Default project is now your active project.
Project items
Notes
Cite this article

Cited article

Style
Citations are available only to our active members.
Buy instant access to cite pages or passages in MLA 8, MLA 7, APA and Chicago citation styles.

(Einhorn, 1992, p. 25)

(Einhorn 25)

(Einhorn 25)

1. Lois J. Einhorn, Abraham Lincoln, the Orator: Penetrating the Lincoln Legend (Westport, CT: Greenwood Press, 1992), 25, http://www.questia.com/read/27419298.

Note: primary sources have slightly different requirements for citation. Please see these guidelines for more information.

Cited article

Traffic Accidents Exact a Heavy Toll, Federal Study Finds
Settings

Settings

Typeface
Text size Smaller Larger Reset View mode
Search within

Search within this article

Look up

Look up a word

  • Dictionary
  • Thesaurus
Please submit a word or phrase above.
Print this page

Print this page

Why can't I print more than one page at a time?

Help
Full screen
Items saved from this article
  • Highlights & Notes
  • Citations
Some of your highlights are legacy items.

Highlights saved before July 30, 2012 will not be displayed on their respective source pages.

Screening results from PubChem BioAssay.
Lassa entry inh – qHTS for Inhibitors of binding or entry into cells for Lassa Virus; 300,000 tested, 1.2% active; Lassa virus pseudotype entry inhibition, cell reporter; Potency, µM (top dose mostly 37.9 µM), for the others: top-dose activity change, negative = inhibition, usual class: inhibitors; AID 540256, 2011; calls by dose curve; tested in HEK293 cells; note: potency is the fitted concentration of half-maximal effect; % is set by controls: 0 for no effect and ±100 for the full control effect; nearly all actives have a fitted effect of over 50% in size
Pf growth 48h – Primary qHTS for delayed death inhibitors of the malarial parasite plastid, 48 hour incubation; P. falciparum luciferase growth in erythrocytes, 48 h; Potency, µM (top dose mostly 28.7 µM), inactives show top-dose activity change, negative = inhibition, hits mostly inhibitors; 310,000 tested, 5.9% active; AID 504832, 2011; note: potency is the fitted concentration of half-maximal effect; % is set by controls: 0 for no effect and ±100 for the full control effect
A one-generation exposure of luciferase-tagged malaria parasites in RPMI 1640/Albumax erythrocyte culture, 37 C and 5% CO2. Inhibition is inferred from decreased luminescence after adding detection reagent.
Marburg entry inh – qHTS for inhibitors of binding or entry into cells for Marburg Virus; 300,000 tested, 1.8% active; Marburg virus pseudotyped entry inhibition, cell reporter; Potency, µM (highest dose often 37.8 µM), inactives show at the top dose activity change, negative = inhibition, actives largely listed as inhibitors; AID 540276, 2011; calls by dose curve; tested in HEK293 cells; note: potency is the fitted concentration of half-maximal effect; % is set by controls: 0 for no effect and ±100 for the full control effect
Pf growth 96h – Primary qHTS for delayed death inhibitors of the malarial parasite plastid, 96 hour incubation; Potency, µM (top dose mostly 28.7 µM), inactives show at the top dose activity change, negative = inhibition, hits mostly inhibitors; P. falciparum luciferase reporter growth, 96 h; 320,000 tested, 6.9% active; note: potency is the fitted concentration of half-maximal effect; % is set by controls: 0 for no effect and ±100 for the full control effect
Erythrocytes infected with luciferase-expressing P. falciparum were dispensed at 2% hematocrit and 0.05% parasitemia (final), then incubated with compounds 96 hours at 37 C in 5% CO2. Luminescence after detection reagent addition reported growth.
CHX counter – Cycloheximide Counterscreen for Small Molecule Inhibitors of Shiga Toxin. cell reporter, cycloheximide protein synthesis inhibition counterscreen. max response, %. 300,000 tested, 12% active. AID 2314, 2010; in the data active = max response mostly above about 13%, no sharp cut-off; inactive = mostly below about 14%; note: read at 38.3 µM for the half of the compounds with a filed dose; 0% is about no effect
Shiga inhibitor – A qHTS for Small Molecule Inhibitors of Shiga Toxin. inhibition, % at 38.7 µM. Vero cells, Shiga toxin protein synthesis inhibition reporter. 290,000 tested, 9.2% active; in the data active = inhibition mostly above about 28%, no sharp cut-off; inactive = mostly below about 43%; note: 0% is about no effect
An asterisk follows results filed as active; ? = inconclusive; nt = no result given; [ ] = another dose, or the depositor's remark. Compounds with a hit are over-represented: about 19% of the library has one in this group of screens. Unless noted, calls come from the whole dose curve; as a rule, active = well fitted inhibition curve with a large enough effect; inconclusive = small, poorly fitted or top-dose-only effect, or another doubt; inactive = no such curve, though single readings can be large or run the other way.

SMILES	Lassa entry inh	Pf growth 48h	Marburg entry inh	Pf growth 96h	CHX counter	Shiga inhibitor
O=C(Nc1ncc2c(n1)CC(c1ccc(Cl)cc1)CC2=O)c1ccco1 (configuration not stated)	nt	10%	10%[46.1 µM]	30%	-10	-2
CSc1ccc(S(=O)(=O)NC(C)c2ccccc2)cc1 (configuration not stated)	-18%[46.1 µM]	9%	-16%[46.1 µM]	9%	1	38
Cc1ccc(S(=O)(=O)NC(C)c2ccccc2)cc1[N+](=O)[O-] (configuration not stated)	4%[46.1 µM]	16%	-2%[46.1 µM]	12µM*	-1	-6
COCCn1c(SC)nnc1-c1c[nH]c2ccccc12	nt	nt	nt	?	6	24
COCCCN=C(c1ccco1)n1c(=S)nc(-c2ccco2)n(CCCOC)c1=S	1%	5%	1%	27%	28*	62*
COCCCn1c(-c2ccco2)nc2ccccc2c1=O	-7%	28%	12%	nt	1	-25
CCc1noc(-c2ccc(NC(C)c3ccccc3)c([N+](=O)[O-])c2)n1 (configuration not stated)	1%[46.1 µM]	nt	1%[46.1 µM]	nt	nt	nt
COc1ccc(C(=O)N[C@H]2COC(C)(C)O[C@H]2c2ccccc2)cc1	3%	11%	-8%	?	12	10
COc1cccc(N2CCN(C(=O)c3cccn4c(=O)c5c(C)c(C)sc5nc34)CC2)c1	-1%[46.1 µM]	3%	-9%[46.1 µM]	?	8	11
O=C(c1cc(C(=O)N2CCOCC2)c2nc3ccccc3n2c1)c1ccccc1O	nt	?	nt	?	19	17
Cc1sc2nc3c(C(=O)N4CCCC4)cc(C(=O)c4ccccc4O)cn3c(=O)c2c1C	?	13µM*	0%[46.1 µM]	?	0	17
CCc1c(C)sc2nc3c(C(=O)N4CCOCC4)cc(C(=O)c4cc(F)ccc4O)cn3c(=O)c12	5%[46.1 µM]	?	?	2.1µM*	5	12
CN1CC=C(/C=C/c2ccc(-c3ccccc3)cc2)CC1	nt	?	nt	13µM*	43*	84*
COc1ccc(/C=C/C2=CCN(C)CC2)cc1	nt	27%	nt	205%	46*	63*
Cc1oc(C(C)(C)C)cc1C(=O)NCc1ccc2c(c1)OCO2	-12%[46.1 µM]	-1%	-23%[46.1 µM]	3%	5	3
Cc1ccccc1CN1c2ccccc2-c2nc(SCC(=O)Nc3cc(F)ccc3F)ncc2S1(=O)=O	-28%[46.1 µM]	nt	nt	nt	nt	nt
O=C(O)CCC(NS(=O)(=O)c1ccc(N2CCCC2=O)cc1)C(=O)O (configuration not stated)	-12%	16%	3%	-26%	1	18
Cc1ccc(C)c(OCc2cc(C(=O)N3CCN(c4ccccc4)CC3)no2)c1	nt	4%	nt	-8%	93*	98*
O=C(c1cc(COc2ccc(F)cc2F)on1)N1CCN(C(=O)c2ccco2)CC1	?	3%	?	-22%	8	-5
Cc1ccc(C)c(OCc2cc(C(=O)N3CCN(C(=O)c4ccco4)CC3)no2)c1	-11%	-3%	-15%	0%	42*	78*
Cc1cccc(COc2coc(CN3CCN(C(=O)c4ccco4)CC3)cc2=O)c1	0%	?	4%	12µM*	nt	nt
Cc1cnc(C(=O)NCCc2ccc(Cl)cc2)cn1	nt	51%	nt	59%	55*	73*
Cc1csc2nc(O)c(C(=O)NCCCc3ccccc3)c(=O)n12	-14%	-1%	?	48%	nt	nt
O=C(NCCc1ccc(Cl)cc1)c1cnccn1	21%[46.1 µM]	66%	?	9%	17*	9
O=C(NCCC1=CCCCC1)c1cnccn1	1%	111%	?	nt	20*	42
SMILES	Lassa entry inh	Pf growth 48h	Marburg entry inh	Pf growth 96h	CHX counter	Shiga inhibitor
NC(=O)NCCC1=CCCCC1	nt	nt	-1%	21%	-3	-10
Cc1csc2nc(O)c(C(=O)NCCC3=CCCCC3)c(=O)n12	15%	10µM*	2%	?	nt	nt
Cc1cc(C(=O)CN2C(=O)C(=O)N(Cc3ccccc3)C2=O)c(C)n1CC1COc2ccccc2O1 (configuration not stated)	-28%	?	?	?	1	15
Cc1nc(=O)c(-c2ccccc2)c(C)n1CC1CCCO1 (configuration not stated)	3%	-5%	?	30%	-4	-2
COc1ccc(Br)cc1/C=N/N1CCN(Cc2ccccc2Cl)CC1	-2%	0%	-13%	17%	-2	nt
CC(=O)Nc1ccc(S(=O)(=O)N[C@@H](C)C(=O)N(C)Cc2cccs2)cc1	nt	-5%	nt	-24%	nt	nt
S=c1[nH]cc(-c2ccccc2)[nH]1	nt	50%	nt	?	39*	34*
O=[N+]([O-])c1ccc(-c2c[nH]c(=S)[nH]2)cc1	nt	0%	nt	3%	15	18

You can easily re-create the highlights by opening the book page or article, selecting the text, and clicking “Highlight.”

matching results for page

    Questia reader help

    How to highlight and cite specific passages

    1. Click or tap the first word you want to select.
    2. Click or tap the last word you want to select, and you’ll see everything in between get selected.
    3. You’ll then get a menu of options like creating a highlight or a citation from that passage of text.

    OK, got it!

    Cited passage

    Style
    Citations are available only to our active members.
    Buy instant access to cite pages or passages in MLA 8, MLA 7, APA and Chicago citation styles.

    "Portraying himself as an honest, ordinary person helped Lincoln identify with his audiences." (Einhorn, 1992, p. 25).

    "Portraying himself as an honest, ordinary person helped Lincoln identify with his audiences." (Einhorn 25)

    "Portraying himself as an honest, ordinary person helped Lincoln identify with his audiences." (Einhorn 25)

    "Portraying himself as an honest, ordinary person helped Lincoln identify with his audiences."1

    1. Lois J. Einhorn, Abraham Lincoln, the Orator: Penetrating the Lincoln Legend (Westport, CT: Greenwood Press, 1992), 25, http://www.questia.com/read/27419298.

    Cited passage

    Thanks for trying Questia!

    Please continue trying out our research tools, but please note, full functionality is available only to our active members.

    Your work will be lost once you leave this Web page.

    Buy instant access to save your work.

    Already a member? Log in now.

    Search by... Author
    Show... All Results Primary Sources Peer-reviewed

    Oops!

    An unknown error has occurred. Please click the button below to reload the page. If the problem persists, please try again in a little while.